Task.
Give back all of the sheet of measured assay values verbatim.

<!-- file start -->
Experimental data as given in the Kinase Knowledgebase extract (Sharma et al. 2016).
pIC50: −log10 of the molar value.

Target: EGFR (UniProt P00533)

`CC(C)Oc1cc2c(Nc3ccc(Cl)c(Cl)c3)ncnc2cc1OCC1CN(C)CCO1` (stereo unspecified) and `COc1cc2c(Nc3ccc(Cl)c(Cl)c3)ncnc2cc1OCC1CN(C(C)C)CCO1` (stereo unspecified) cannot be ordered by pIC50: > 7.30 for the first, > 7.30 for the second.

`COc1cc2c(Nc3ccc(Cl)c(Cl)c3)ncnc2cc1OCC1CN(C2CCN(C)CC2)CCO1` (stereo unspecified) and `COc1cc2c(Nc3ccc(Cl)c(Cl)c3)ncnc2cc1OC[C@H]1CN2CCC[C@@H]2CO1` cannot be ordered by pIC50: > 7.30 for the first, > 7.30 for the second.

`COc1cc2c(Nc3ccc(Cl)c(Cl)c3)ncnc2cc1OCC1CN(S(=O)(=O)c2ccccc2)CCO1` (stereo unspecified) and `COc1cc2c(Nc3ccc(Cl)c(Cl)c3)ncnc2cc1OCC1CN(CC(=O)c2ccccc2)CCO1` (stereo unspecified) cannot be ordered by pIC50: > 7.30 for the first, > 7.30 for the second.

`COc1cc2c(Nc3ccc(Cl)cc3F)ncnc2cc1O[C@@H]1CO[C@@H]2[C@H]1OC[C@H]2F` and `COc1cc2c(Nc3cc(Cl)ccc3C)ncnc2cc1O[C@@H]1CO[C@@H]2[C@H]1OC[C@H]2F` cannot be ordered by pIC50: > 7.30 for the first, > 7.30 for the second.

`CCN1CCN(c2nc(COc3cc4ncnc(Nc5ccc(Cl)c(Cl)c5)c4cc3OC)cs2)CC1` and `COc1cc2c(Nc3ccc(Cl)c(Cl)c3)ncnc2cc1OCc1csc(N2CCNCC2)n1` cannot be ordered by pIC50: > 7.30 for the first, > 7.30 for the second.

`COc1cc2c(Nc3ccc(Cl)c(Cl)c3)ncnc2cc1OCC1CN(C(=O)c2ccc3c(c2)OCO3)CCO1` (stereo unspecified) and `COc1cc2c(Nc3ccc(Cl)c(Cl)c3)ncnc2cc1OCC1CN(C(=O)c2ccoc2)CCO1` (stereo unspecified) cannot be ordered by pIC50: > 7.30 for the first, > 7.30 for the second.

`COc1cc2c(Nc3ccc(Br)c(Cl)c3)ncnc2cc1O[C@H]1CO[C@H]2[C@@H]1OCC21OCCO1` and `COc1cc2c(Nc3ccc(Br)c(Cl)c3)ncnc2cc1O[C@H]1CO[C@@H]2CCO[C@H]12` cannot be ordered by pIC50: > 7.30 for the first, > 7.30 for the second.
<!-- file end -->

Experimental data as given in the Kinase Knowledgebase extract (Sharma et al. 2016).
pIC50: −log10 of the molar value.

Target: EGFR (UniProt P00533)

`CC(C)Oc1cc2c(Nc3ccc(Cl)c(Cl)c3)ncnc2cc1OCC1CN(C)CCO1` (stereo unspecified) and `COc1cc2c(Nc3ccc(Cl)c(Cl)c3)ncnc2cc1OCC1CN(C(C)C)CCO1` (stereo unspecified) cannot be ordered by pIC50: > 7.30 for the first, > 7.30 for the second.

`COc1cc2c(Nc3ccc(Cl)c(Cl)c3)ncnc2cc1OCC1CN(C2CCN(C)CC2)CCO1` (stereo unspecified) and `COc1cc2c(Nc3ccc(Cl)c(Cl)c3)ncnc2cc1OC[C@H]1CN2CCC[C@@H]2CO1` cannot be ordered by pIC50: > 7.30 for the first, > 7.30 for the second.

`COc1cc2c(Nc3ccc(Cl)c(Cl)c3)ncnc2cc1OCC1CN(S(=O)(=O)c2ccccc2)CCO1` (stereo unspecified) and `COc1cc2c(Nc3ccc(Cl)c(Cl)c3)ncnc2cc1OCC1CN(CC(=O)c2ccccc2)CCO1` (stereo unspecified) cannot be ordered by pIC50: > 7.30 for the first, > 7.30 for the second.

`COc1cc2c(Nc3ccc(Cl)cc3F)ncnc2cc1O[C@@H]1CO[C@@H]2[C@H]1OC[C@H]2F` and `COc1cc2c(Nc3cc(Cl)ccc3C)ncnc2cc1O[C@@H]1CO[C@@H]2[C@H]1OC[C@H]2F` cannot be ordered by pIC50: > 7.30 for the first, > 7.30 for the second.

`CCN1CCN(c2nc(COc3cc4ncnc(Nc5ccc(Cl)c(Cl)c5)c4cc3OC)cs2)CC1` and `COc1cc2c(Nc3ccc(Cl)c(Cl)c3)ncnc2cc1OCc1csc(N2CCNCC2)n1` cannot be ordered by pIC50: > 7.30 for the first, > 7.30 for the second.

`COc1cc2c(Nc3ccc(Cl)c(Cl)c3)ncnc2cc1OCC1CN(C(=O)c2ccc3c(c2)OCO3)CCO1` (stereo unspecified) and `COc1cc2c(Nc3ccc(Cl)c(Cl)c3)ncnc2cc1OCC1CN(C(=O)c2ccoc2)CCO1` (stereo unspecified) cannot be ordered by pIC50: > 7.30 for the first, > 7.30 for the second.

`COc1cc2c(Nc3ccc(Br)c(Cl)c3)ncnc2cc1O[C@H]1CO[C@H]2[C@@H]1OCC21OCCO1` and `COc1cc2c(Nc3ccc(Br)c(Cl)c3)ncnc2cc1O[C@H]1CO[C@@H]2CCO[C@H]12` cannot be ordered by pIC50: > 7.30 for the first, > 7.30 for the second.